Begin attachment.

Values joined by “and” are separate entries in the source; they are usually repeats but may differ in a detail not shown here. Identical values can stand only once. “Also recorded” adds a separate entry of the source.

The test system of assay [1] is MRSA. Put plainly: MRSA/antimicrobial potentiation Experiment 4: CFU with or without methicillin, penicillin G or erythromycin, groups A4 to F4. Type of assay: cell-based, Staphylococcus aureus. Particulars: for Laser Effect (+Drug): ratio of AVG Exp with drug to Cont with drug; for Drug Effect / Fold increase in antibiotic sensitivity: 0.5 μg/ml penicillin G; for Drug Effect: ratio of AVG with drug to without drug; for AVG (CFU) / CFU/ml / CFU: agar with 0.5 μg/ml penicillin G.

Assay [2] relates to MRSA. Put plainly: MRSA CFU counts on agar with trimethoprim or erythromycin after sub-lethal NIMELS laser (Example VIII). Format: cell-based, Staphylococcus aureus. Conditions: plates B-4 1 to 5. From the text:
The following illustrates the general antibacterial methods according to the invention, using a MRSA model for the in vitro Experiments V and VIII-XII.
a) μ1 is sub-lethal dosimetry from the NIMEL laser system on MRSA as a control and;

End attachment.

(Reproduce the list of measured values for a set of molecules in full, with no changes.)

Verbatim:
Values joined by “and” are separate entries in the source; they are usually repeats but may differ in a detail not shown here. Identical values can stand only once. “Also recorded” adds a separate entry of the source.

The test system of assay [1] is MRSA. Put plainly: MRSA/antimicrobial potentiation Experiment 4: CFU with or without methicillin, penicillin G or erythromycin, groups A4 to F4. Type of assay: cell-based, Staphylococcus aureus. Particulars: for Laser Effect (+Drug): ratio of AVG Exp with drug to Cont with drug; for Drug Effect / Fold increase in antibiotic sensitivity: 0.5 μg/ml penicillin G; for Drug Effect: ratio of AVG with drug to without drug; for AVG (CFU) / CFU/ml / CFU: agar with 0.5 μg/ml penicillin G.

Assay [2] relates to MRSA. Put plainly: MRSA CFU counts on agar with trimethoprim or erythromycin after sub-lethal NIMELS laser (Example VIII). Format: cell-based, Staphylococcus aureus. Conditions: plates B-4 1 to 5. From the text:
The following illustrates the general antibacterial methods according to the invention, using a MRSA model for the in vitro Experiments V and VIII-XII.
a) μ1 is sub-lethal dosimetry from the NIMEL laser system on MRSA as a control and;